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Report: Turning Point: The Changing Landscape for Women Governors
The Barbara Lee Family Foundation has conducted research every election cycle since 1999 to study women candidates for Governor and how the voters respond to these campaigns.
Key findings from the report:
After partisanship, likeability is the candidate trait that most strongly predicts the vote, especially for races with women candidates.
Being perceived as having and setting the right priorities forecasts likeability.This is true for women candidates of either party who ran against male opponents.
Problem solving is a critical trait for candidates in establishing likeability and winning the vote.
Strength is an important trait for women of both parties and also predicts likeability. “Strength” is a separate quality from “toughness,” which is no longer a priority for voters.
Being perceived as an agent of change enhances a candidate’s likeability, though in 2010 the criteria voters used in evaluating women candidates as “change agents” shifted dramatically.
Women candidates today are on equal footing with men in their ability to show mastery of the economy. Democrats overall were at a disadvantage on economic issues. 1
Women candidates have more strategic advantages related to their gender than in years past.
Voters judge women candidates more harshly — and penalize them accordingly — when they believe they are engaged in negative campaigning.
Young women are conflicted about women candidates. Independent women are more likely than Independent men to vote for a woman.
Looking ahead, woman vs. woman races pose new challenges and questions for women candidates.
In 2010, Lake Research Partners (LRP), a Democratic research and consulting firm, and AmericanViewpoint, Inc., a Republican firm, conducted a number of pre- and post-election surveys in ten states with gubernatorial contests. LRP and American Viewpoint conducted pre-election surveys among registered likely voters in the eight states with women gubernatorial candidates (Arizona, California, Florida, Maine, New Mexico, Oklahoma, South Carolina, Wyoming) and two states with only men gubernatorial candidates (Vermont, Wisconsin) as a control group. Post-election surveys were also conducted among general election voters in Arizona, California, Florida, Maine, New Mexico, Oklahoma, South Carolina,Wisconsin,Wyoming, and Vermont.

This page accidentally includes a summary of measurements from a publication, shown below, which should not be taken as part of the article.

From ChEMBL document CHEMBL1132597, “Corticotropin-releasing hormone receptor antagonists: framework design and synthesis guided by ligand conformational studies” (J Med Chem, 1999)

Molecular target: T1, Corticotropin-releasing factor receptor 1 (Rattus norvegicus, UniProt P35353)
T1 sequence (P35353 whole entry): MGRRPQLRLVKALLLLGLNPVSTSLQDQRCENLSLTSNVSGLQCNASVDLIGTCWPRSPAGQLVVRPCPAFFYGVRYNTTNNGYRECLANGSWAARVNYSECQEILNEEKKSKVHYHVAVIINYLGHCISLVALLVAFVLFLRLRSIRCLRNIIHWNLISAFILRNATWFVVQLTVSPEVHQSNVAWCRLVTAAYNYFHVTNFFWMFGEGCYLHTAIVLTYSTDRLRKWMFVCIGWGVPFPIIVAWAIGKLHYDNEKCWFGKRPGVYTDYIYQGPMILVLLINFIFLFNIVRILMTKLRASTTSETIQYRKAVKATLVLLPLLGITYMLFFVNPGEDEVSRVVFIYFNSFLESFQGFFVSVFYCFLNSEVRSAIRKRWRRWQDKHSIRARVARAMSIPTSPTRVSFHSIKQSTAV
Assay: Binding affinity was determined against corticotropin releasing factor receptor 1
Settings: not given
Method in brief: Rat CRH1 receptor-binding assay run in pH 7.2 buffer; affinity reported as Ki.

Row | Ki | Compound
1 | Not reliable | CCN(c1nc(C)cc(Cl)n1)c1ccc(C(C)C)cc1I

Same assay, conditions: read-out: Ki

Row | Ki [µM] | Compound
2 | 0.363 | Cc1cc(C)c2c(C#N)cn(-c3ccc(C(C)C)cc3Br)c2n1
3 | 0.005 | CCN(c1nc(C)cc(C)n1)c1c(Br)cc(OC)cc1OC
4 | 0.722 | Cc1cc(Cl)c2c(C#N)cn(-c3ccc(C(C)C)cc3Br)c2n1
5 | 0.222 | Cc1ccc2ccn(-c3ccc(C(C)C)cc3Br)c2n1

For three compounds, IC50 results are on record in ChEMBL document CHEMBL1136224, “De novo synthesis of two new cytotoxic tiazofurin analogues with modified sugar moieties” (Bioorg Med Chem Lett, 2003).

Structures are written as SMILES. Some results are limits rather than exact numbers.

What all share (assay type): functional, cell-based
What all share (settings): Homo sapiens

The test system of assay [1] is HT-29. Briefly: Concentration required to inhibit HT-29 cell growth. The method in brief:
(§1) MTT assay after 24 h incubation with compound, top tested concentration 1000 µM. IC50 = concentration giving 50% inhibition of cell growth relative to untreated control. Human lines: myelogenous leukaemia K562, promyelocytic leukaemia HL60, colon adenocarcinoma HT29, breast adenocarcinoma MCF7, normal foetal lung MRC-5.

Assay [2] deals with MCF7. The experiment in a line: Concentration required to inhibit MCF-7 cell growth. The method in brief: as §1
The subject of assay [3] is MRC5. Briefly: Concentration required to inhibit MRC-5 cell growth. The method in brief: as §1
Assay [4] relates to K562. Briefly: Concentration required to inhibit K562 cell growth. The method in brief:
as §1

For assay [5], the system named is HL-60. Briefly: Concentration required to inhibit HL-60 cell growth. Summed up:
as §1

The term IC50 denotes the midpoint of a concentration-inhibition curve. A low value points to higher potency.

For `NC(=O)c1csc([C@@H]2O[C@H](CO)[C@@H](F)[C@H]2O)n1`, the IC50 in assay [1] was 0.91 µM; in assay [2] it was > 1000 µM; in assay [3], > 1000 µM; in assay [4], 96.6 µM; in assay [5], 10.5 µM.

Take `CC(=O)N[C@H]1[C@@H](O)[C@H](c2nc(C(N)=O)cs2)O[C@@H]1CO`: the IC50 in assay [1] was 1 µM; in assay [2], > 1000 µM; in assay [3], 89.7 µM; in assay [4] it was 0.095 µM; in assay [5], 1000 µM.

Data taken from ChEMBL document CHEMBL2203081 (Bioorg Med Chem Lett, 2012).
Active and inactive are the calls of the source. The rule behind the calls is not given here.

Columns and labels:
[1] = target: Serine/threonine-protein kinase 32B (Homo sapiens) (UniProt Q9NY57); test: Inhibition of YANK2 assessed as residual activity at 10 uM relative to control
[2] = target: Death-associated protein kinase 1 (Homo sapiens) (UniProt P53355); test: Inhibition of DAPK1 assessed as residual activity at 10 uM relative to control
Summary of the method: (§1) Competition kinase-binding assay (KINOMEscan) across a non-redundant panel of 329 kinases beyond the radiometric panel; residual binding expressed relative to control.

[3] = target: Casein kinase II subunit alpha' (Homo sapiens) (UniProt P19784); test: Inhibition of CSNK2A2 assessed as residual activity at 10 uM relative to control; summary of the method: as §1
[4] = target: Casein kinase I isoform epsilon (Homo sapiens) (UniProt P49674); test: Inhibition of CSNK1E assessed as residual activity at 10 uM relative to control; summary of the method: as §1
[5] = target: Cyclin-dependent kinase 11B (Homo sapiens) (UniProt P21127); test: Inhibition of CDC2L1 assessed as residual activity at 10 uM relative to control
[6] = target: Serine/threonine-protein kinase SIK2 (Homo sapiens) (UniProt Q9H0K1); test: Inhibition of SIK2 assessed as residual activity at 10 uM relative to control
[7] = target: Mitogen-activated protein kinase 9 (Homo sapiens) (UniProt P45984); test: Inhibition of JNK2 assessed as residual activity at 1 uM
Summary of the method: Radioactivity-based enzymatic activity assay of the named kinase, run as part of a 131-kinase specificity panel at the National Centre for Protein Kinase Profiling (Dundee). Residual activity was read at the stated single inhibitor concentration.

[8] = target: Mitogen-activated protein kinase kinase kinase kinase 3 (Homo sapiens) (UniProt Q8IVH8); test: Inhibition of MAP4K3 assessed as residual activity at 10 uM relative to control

Hughes & Company led a bipartisan team of researchers who tracked the eight gubernatorial contests in which ten women were nominees of the major political parties, monitoring print and internet coverage, including news websites, campaign websites and blogs. In addition, the team collected copies of campaign commercials and radio and TV broadcast debates. Following the November elections, these researchers interviewed 67 individuals who participated in or observed those campaigns including candidates, campaign managers, finance directors, press secretaries, consultants, party officers, and reporters who covered the race.